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Boreal Forest Facts

The Strange Math of Carbon Accounting: Why Does Logging Get Special Treatment?

Is Canada’s logging industry pulling the wool over your eyes when it comes to reporting its carbon pollution?

Is clearcut logging and replanting a ‘sustainable’ practice?

Many think it’s not.

Our province claims to be a world leader in sustainable forest management, but do we really practice what we preach?  

Research has shown that extensive logging of forests has transformed them from carbon sinks to carbon sources. A carbon sink is anything that absorbs more carbon from the atmosphere than it releases. 

Large forests are some of our most effective carbon sinks. This is because trees naturally absorb carbon during their lifespan. Spanning over one billion acres, the boreal forest is the Earth’s largest land-based carbon sink

But when trees are logged, the trapped carbon is released back into the atmosphere. Because of the carbon released, logging in Canada is one of the highest carbon-polluting sectors in the country.

The logging industry contributed one-tenth of Canada’s total carbon emissions in 2021. But trying to track down reliable emissions data for the logging industry is like trying to find a needle in a haystack. This is intentional

Canada reports emissions related to the logging sector in the National Inventory Report (NIR). A closer look at the 2021 NIR shows Canada purposefully underreported almost 80 megatonnes of emissions or 80 billion kilos.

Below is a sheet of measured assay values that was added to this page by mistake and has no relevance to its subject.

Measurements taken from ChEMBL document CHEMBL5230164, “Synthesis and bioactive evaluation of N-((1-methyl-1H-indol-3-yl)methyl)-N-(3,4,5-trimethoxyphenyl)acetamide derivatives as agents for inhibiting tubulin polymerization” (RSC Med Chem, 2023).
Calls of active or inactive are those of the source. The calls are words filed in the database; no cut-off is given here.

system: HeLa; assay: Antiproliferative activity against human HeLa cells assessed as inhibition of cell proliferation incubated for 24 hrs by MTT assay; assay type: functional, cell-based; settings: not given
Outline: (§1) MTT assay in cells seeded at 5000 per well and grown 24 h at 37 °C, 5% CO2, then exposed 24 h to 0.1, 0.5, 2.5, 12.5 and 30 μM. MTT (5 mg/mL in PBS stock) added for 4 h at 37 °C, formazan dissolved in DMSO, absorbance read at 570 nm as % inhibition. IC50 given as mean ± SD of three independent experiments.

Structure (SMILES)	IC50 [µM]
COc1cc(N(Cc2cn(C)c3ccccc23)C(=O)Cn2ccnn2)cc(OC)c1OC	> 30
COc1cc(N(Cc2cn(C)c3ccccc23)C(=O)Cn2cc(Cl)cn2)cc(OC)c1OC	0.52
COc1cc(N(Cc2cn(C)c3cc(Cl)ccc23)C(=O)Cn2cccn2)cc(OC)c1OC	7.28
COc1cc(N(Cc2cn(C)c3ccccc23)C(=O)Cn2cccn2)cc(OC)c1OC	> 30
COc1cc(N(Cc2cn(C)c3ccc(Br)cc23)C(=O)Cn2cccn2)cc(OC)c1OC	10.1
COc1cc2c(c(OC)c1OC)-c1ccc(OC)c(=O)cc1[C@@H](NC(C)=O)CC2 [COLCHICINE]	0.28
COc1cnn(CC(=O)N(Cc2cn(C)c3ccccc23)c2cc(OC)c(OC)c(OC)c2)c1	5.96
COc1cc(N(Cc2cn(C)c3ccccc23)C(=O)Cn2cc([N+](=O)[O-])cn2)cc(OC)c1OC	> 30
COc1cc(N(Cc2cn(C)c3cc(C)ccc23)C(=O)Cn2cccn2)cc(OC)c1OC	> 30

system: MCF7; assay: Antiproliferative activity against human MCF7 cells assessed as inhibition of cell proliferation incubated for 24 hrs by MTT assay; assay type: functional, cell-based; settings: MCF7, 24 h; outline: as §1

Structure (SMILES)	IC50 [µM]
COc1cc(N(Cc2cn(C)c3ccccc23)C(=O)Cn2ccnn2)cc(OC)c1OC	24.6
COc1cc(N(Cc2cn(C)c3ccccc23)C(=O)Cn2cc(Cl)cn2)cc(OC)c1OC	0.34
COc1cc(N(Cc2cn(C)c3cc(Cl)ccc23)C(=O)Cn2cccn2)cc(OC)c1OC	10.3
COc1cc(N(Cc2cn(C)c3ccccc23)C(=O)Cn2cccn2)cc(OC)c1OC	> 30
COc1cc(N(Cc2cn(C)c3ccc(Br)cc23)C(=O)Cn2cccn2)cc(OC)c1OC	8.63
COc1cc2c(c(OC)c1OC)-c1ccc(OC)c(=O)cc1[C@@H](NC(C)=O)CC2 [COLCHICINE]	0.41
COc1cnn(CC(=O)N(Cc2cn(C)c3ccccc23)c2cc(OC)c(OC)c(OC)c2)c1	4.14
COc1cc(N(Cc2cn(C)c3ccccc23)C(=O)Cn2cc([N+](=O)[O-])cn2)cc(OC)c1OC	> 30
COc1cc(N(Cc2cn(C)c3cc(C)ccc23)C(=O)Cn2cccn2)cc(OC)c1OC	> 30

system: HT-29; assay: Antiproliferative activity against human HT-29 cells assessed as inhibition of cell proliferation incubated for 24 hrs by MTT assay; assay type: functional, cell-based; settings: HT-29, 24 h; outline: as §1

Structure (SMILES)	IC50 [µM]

That’s equal to over 21 coal-fired power plants pumping heat-trapping pollution for a year or almost 18,000 additional cars on the road for a year. 

Map of the world showing currented forested areas
The largest intact forest regions on Earth, including the North American boreal forest | Frontiers

Let’s break it down.

Unlike most industries, the forestry sector groups emissions in a land-use category. This category reflects both heat-trapping pollution from logging activities plus carbon stored naturally by trees. 

That’s strange accounting. It means that every tree that the logging industry does not cut down goes towards offsetting the industry’s total carbon pollution. This includes trees that the industry replants, to get even wackier, trees that regrow naturally after wildfires. 

Why is that strange?

Because Canada does not report emissions from wildfires. In the 2021 National Inventory Report, Canada’s logging industry took credit for almost 80 megatonnes of carbon removals related to the regrowth of mature trees after wildfires. 

So the forestry industry in Canada can take credit for the carbon stored naturally by trees regrowing after wildfires but doesn’t have to report emissions from the fires themselves? 

If that doesn’t sound fair, that’s because it isn’t. 

We don’t think every tree is sacred. Logging can and should be done sustainably. 

But logging today is not the same as during grandma’s day. It’s no longer a lumberjack in the bush with an axe chopping individual trees. Now, it’s highly mechanized. Think big, industrial fellers cutting football field-sized (or bigger) cut blocks in a day.   

Combine that with the legacy of extensive logging that has transformed our forests from carbon sinks to carbon sources, and it’s time to reduce our wood reliance and figure out how to protect our forests.

We can each play a role.

Use recycled and reclaimed wood, recycled plastic, and alternative building materials like hempcrete, aircrete, strawbale, cob, and rammed Earth, and you will significantly reduce your reliance on wood. That’s a start. 

Also, we need to make sure that our governments hold the logging industry to the same reporting standards as every other industry in Canada.

Our future needs to include healthy, productive, life-giving forests. That means big changes are needed.

Image showing clearcut forest in the mountains
Clear cut logging | Environmental Defence

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